Dear Friends:

It is with great pleasure that I present to you this dynamic historical program, "Return to the Valley."

History plays an important role in our understanding of the present. We can come to a sound insight of the past that will tell us much about the problems we now face by listening to what history has to say. Our youth need to reach into their own history by talking to their elders to gain an understanding of the achievements and tribulations that their family has experienced. Knowledge of the past will help our youth make amends to the problems and injustices in our society.

Honda Kids, 1940's
Mike, sister Naomi, brother Art, in the 1940's. Personal collection of Mike Honda.
Amache Relocation Camp, Colorado.
Amache Relocation Camp, Colorado. National Archives

My personal history dates back to the Japanese American Internment of 1942. Over 120,000 people, including children and the elderly, were required to leave their homes in California and parts of Washington, Oregon and Arizona. Most people did not have time to store or sell their household goods at a fair price. Some people moved to other states, but the majority went to internment camps. They were only allowed to take few belongings with them, and many families lost virtually everything they owned except what they could carry. Internees spent many years in camp, behind barbed wire fences and with armed guards patrolling the camps. Entire families lived in cramped, one room quarters that were poorly constructed.

I spent my early childhood with my family in an internment camp in Colorado during World War II. We returned to California in 1953, becoming strawberry sharecroppers in Blossom Valley in San Jose. My family experienced ample hardships while they were in the internment camps and re-establishing their life after their release.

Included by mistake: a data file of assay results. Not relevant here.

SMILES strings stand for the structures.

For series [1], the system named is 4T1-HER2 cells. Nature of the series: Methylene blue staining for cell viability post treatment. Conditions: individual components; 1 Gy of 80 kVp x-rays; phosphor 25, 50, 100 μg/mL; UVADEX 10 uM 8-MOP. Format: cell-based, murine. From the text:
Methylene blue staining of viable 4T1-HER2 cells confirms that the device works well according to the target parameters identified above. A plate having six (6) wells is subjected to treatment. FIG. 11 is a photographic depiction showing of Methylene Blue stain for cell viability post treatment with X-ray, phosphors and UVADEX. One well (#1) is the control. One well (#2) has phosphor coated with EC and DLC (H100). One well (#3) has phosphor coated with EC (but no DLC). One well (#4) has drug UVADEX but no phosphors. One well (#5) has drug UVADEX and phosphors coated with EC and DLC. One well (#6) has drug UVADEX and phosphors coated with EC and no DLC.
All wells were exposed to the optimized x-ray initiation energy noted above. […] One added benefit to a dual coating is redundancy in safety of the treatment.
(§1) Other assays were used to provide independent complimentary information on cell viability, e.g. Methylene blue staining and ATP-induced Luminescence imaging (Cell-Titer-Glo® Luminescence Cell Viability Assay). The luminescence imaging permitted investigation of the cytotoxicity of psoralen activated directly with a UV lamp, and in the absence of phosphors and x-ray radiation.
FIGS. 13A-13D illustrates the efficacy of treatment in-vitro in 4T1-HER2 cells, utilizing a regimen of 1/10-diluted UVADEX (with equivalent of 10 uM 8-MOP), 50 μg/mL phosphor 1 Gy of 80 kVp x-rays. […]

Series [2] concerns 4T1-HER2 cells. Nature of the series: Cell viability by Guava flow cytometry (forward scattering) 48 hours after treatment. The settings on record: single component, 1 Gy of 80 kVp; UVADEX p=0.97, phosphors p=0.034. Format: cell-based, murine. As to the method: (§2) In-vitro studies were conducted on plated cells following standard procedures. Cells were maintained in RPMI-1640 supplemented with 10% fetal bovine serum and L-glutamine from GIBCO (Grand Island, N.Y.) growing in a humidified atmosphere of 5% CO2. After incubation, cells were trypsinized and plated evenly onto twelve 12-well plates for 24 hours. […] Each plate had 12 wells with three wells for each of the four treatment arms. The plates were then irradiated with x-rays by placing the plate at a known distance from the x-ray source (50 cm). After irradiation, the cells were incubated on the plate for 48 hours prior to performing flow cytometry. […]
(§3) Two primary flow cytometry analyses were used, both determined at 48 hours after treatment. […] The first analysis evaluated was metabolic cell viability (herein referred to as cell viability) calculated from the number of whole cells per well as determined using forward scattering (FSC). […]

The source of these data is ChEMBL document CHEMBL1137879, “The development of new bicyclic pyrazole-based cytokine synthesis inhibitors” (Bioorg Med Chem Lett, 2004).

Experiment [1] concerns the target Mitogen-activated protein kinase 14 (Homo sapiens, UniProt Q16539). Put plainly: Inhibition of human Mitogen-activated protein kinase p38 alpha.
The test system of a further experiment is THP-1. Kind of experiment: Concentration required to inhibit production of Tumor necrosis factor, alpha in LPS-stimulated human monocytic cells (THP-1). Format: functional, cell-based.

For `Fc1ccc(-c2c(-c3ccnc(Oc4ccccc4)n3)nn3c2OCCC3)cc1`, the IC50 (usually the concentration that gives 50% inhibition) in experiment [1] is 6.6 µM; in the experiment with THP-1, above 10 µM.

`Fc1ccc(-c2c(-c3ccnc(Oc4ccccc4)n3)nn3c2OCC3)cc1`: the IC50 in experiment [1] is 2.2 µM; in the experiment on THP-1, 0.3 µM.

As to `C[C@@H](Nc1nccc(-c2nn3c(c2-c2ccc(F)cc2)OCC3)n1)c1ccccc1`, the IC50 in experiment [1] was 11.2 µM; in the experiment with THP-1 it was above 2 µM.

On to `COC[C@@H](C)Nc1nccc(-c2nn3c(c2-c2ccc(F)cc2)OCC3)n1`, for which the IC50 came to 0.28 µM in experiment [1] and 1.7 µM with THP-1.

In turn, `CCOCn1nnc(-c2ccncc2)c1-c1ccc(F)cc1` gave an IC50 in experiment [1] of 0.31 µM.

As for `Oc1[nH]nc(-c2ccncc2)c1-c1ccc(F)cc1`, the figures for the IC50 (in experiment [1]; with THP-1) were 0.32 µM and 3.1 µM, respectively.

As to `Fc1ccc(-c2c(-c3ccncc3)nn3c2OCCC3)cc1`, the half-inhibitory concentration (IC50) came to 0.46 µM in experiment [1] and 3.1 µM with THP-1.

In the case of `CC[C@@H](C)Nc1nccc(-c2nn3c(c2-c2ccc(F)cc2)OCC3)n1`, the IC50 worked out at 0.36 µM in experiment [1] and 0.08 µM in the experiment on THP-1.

Honda Family
The Honda extended family at the time they were sharecropping the strawberry farm. From the upper left to right, uncle, George, baby cousin, Keith, aunt, Yuri, Mike's mother, Fusako, Mike's father, Byron. Front row, from left to right, Mike, brother Art, friend, cousin, Carolyn, sister, Naomi, and little cousin, Kevin. From the personal collection of Mike Honda.
Mike Honda and his Mother
Mike Honda and his mother, Fusako Honda during the taping of the documentary, Return to the Valley. KTEH

My family's experience during the internment taught me how we should not take our civil rights and civil liberties for granted. Although we live in a country that defines itself by its increasing diversity, democracy and civil liberties, we still have a long path to go in addressing the issues of civil rights.

Gaining insight on our past is just the first step of our duty as American citizens. I urge our youth to use this opportunity to celebrate their unique heritage. As individuals you all have something unique to bring to the table of public service and policy. Our youth need to be conscious of the various issues that are affecting our communities and participate in American government. We must educate them to voice their opinions and speak out to challenge the injustices in our communities especially in the civil rights arena.

I want to commend KTEH on producing this excellent program for the public. I urge our teachers to educate our children to learn about the importance of understanding their family history and to continue the long struggle for civil rights.
Mike Honda
Member of Congress

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